A war between companies for the favours of top IT managers and tech-savvy staff is looming, according to industry consultants PricewaterhouseCoopers (PwC).
Within three years a scarcity of talented technology staff will cause a scramble for those with mathematical, scientific and engineering skills. The best positions will go to those people who are innovative and able to collaborate, and who demonstrate a willingness to learn, according to a PwC report entitled "Technology executive connections — successful strategies for talent management".
One-hundred-and fifty-three top European executives were interviewed for the report. Eighty-three percent of respondents thought that engineering knowledge coupled with creative and collaborative thinking is in short supply. Similarly, 55 percent say that mathematics, science and engineering talent pools in developed nations are drying up, compared to emerging markets.
However, an IT skills shortage in those developing markets is increasingly forcing up salaries, especially in India and China, making them less cost effective for recruitment.
"Technology companies have always had to compete for the best and the brightest, but with an industry boom they are faced with a talent shortage," said Graham Wylie, director at PwC LLP.
Skills that are particularly prized by technology employers include the ability to turn new ideas into new IT products and services. Finding innovative people who are technically trained is increasingly difficult, and there was a perception among survey respondents that the quality of technical education in the UK and the US is declining.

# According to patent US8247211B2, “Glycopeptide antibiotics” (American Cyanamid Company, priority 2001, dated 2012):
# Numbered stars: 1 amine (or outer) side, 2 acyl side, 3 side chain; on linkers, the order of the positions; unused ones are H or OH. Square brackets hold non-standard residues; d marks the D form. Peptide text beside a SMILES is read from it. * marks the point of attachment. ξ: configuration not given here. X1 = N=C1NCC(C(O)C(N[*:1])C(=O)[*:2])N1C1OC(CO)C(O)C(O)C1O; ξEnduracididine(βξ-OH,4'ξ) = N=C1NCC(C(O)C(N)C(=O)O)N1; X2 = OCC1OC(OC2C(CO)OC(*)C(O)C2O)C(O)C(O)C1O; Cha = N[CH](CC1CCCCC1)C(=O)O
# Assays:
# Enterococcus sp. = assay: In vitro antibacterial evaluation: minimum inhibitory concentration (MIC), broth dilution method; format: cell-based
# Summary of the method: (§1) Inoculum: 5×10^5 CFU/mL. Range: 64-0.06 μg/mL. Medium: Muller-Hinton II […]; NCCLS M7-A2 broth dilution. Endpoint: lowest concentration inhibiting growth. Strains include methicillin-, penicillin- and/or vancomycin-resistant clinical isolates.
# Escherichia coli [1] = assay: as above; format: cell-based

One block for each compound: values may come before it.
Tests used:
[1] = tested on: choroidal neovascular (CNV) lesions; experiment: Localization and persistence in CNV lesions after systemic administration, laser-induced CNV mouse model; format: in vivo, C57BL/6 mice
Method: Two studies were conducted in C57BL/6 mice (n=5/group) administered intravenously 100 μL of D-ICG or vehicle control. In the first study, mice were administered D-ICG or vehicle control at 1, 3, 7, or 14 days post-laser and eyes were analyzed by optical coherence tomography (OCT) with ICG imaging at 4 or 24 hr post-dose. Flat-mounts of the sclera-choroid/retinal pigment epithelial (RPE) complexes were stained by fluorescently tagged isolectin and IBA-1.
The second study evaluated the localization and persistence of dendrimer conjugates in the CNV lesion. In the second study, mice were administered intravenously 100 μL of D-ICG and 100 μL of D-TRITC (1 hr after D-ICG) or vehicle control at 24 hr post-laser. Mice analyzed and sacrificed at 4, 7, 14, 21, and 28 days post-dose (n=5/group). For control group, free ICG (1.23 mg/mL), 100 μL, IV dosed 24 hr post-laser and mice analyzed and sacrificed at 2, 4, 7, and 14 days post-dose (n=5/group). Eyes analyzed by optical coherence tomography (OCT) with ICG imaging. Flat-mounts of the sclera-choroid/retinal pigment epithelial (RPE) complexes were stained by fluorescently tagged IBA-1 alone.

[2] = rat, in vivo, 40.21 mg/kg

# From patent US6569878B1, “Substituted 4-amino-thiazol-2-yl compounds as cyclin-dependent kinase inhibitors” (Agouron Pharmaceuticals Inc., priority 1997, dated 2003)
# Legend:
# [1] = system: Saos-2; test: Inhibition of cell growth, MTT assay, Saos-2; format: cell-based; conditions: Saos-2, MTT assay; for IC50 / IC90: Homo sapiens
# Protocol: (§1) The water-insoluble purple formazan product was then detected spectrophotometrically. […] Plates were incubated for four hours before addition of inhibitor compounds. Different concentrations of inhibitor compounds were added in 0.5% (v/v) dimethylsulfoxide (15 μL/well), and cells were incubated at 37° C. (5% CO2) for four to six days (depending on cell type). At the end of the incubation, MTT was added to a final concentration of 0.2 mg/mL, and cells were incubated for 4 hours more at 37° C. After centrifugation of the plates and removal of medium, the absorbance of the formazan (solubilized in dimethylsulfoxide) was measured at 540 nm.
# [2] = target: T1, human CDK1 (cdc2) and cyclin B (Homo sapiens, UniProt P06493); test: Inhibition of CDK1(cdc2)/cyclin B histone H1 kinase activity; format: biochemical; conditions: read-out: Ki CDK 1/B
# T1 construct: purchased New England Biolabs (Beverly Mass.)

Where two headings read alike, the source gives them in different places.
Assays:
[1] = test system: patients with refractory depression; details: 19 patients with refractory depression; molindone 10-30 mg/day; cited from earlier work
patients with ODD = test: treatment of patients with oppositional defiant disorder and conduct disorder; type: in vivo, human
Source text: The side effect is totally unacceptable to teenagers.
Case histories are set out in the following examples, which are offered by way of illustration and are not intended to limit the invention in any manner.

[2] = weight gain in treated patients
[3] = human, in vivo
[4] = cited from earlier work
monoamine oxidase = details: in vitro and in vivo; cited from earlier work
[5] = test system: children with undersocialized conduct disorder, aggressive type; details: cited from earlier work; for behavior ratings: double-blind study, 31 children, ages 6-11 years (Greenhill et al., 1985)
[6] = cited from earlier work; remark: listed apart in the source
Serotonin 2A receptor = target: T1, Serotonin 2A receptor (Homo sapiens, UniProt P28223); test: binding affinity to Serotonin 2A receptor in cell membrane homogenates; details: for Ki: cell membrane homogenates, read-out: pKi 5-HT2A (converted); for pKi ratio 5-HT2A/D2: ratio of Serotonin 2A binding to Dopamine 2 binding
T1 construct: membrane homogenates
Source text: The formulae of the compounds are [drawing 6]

"We are having greater difficulty — experiencing a longer time to hire for qualified graduates and especially for more senior positions," a senior HR executive at Siemens AG told PwC. "We are also working harder to keep the engineers and technical staff we already have".
IT staff are no longer just attracted by the financial benefits of an organisation. They are demanding innovative and interesting work and a clear view of how their careers will develop, according to the survey.
Several technology companies allow employees to spend some time on their own ideas, including Google where engineers can spend 20 percent of their time on their own pet projects.
During the dotcom boom of the 1990s, competition for software, network and related technical and engineering skills was feverish. Talented employees were often offered stock options to recruit and retain them. IT staff are now more interested in possible career development, according to PwC.